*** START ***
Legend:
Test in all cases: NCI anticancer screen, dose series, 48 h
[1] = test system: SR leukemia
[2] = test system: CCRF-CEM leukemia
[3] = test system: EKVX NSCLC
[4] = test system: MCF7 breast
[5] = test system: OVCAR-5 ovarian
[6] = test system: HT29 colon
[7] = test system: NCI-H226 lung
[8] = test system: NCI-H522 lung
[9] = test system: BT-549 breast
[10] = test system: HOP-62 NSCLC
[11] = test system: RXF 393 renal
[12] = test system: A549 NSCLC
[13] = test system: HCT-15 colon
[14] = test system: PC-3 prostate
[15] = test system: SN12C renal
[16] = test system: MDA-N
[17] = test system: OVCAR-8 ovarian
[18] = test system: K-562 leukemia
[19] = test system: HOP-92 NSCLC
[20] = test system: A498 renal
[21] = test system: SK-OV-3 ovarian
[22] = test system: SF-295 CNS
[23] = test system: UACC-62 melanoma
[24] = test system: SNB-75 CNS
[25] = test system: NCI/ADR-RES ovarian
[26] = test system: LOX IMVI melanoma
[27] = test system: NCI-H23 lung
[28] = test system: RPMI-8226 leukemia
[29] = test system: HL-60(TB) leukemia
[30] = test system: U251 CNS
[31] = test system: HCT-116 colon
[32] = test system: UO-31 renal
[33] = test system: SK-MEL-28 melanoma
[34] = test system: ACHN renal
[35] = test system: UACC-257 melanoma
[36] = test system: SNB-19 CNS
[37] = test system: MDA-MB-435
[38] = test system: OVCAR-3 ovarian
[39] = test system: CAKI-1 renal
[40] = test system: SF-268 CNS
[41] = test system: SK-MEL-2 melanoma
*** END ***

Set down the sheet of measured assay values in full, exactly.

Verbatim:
Legend:
Test in all cases: NCI anticancer screen, dose series, 48 h
[1] = test system: SR leukemia
[2] = test system: CCRF-CEM leukemia
[3] = test system: EKVX NSCLC
[4] = test system: MCF7 breast
[5] = test system: OVCAR-5 ovarian
[6] = test system: HT29 colon
[7] = test system: NCI-H226 lung
[8] = test system: NCI-H522 lung
[9] = test system: BT-549 breast
[10] = test system: HOP-62 NSCLC
[11] = test system: RXF 393 renal
[12] = test system: A549 NSCLC
[13] = test system: HCT-15 colon
[14] = test system: PC-3 prostate
[15] = test system: SN12C renal
[16] = test system: MDA-N
[17] = test system: OVCAR-8 ovarian
[18] = test system: K-562 leukemia
[19] = test system: HOP-92 NSCLC
[20] = test system: A498 renal
[21] = test system: SK-OV-3 ovarian
[22] = test system: SF-295 CNS
[23] = test system: UACC-62 melanoma
[24] = test system: SNB-75 CNS
[25] = test system: NCI/ADR-RES ovarian
[26] = test system: LOX IMVI melanoma
[27] = test system: NCI-H23 lung
[28] = test system: RPMI-8226 leukemia
[29] = test system: HL-60(TB) leukemia
[30] = test system: U251 CNS
[31] = test system: HCT-116 colon
[32] = test system: UO-31 renal
[33] = test system: SK-MEL-28 melanoma
[34] = test system: ACHN renal
[35] = test system: UACC-257 melanoma
[36] = test system: SNB-19 CNS
[37] = test system: MDA-MB-435
[38] = test system: OVCAR-3 ovarian
[39] = test system: CAKI-1 renal
[40] = test system: SF-268 CNS
[41] = test system: SK-MEL-2 melanoma